Nov 04, 2019 06:40 AM EST
14-Year Old Amputee Competing in 2024 Paralympics Fights Bullies
Bullying is becoming a main concern in campuses and to defy the odds is really a feat that one can only overcome through determination, personal achievements and values education.
A 14-year-old boy from Fairfield, Ohio has made headlines last week with his outstanding achievement in martial arts, particularly in Taekwondo. This has made him popular in school and apparently it kicked the bullies out of his life.
Austin Osner is no normal kid. He is an amputee and was born with only his left arm due to Amniotic Band Syndrome. But the boy did not let his life without a limb disable him from doing what he can do especially in the field of martial arts.
The boy with one arm is set to represent Team USA in the coming Paralympics Games, and he is part of the Peak Performance International Taekwondo Team. He will be training in Michigan, Ohio, and in Florida throughout the year.
Aside from kicking butts, he is a straight-A student at the Ohio Virtual Academy, an online public school.
"It's been surreal. It's bigger than I ever imagined...something I'm going to be grateful for the rest of my life," he told reporters.
"It's (TaeKwonDo) helped me use my disability to let other people know they're not as limited as they think they are," said DSUSA E-Team Member & Black Belt Austin Osner. He is preparing for the 2024 Paralympics: https://t.co/NkLUlL7Z9x via @enquirer @sspringersports — Disabled Sports USA (@DisabledSportUS) September 23, 2019
One of Austin's biggest achievements was attending a camp for amputee children hosted by the USA Patriots whose non-profit mission is "to bring athletic and veteran amputees together to promote the benefits of inclusive sport and therapeutic recreational activities."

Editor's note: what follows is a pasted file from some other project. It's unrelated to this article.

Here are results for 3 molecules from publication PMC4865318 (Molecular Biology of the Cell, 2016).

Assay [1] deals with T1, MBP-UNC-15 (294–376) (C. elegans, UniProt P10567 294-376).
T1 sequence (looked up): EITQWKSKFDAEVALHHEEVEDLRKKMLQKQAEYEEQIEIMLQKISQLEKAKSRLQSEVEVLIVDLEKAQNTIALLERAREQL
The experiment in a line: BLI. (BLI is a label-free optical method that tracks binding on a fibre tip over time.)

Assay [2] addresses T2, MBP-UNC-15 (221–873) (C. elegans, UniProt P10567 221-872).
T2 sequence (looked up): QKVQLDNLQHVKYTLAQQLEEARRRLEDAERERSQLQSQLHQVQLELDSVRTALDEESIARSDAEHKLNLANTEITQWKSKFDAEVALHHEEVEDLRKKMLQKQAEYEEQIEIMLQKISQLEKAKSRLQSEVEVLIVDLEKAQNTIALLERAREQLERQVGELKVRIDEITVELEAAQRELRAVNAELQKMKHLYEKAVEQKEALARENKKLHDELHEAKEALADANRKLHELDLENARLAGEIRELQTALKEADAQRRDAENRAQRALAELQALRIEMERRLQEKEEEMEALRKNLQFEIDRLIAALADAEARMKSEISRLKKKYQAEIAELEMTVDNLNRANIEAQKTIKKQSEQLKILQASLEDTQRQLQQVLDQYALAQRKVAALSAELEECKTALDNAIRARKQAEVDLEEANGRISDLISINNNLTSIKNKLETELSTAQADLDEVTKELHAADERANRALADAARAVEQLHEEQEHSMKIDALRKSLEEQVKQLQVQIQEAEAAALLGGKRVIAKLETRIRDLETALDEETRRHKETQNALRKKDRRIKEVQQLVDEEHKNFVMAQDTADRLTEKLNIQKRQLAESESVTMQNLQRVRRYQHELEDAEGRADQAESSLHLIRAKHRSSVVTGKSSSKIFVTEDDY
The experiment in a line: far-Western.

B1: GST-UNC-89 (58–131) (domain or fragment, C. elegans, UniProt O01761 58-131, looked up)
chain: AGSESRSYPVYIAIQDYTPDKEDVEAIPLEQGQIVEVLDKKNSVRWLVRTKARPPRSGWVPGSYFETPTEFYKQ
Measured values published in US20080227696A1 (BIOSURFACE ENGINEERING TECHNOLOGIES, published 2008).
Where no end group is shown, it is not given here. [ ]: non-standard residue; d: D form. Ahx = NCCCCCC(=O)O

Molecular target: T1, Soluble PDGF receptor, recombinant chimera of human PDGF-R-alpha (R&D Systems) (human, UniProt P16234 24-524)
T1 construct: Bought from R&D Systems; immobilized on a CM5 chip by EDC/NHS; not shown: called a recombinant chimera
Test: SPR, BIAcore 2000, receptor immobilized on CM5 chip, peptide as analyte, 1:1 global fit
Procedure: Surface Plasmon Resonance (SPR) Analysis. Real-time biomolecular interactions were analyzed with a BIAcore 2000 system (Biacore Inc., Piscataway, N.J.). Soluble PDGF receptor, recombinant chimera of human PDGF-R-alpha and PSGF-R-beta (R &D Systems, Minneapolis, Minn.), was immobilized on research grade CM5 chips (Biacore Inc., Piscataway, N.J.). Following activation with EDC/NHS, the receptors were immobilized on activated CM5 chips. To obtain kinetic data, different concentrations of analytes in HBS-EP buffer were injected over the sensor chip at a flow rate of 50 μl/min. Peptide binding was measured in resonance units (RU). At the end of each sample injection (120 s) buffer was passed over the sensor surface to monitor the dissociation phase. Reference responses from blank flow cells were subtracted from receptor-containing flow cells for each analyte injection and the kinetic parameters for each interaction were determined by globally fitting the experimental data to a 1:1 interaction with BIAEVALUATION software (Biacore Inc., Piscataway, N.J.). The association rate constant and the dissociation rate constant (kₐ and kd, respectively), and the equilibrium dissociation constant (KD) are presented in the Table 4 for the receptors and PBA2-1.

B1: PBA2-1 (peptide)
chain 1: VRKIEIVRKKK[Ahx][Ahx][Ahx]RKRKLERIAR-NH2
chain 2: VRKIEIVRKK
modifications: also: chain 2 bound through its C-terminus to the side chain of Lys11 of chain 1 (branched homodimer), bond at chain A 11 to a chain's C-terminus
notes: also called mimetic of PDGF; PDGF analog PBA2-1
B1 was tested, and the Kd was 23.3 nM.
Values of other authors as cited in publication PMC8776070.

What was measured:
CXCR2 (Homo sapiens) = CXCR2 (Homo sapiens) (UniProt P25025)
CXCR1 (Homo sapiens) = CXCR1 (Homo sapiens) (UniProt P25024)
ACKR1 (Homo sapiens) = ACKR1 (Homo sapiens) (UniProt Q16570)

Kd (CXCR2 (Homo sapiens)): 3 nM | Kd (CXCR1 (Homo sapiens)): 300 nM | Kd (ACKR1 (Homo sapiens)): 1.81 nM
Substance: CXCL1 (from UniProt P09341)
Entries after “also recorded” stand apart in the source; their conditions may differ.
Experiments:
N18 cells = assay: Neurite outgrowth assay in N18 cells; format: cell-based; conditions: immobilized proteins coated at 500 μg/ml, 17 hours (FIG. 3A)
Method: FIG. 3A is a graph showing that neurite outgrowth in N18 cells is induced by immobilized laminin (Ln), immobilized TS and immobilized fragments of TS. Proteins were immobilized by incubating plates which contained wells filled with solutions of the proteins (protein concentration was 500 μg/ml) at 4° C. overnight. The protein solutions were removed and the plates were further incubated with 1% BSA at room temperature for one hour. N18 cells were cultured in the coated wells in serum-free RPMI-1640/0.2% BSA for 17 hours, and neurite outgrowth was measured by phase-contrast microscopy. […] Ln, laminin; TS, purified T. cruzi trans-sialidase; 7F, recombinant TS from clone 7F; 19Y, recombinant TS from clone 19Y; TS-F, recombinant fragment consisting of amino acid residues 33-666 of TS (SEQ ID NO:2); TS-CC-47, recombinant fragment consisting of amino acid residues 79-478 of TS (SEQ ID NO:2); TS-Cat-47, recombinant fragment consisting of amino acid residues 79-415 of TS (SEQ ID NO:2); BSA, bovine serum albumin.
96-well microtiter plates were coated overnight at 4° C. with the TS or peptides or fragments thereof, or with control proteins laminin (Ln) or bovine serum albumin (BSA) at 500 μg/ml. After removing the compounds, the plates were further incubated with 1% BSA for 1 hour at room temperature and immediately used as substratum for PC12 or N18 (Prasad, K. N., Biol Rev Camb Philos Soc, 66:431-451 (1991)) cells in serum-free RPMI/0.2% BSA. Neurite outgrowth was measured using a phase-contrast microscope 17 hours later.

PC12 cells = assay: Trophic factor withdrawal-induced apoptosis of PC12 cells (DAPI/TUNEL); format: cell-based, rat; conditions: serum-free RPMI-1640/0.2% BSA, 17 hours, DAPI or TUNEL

"I kind of figured I wasn't the only one, but getting to interact with other people who were like me was pretty good," Austin happily expressed.
"I always had these limits and started to push them. That kind of helped me out and made me want to compete even more," Austin added.
Austin is now a black-belt but 4 years ago he was bullied at public school. He was getting poor grades and was experiencing depression until eventually, he was forced to withdraw from school and enroll instead at an online school to avoid the conflict. "It affected me a lot," he said.
In the past year, along with Cody Rice, a wounded warrior from the USA Patriots amputee camp, Austin went back to the public school where he'd been bullied to share his story in front of 1,000 audience members.
"I never really imagined that I would be the one to reach out to people," Austin said. He also shared that he hopes to someday be able to start a summer camp for amputees like himself.
Brad DeMinck, his Para-Taekwondo coach told reporters that they are preparing Austin for the 2024 Paralympic Games. "We want to change people's lives," DeMinck had said, referring to how they have turned Austin's life around through the sport.
Austin has won several state-Olympic sparring tournaments while fighting against non-disabled competitors. He added that he is now adjusting to compete with physically-challenged opponents for the Paralympics games.
"I was fighting able-body, starting this year I'm fighting para now as well. It's always been a challenge but my coach in Michigan has helped me adapt," Austin said.
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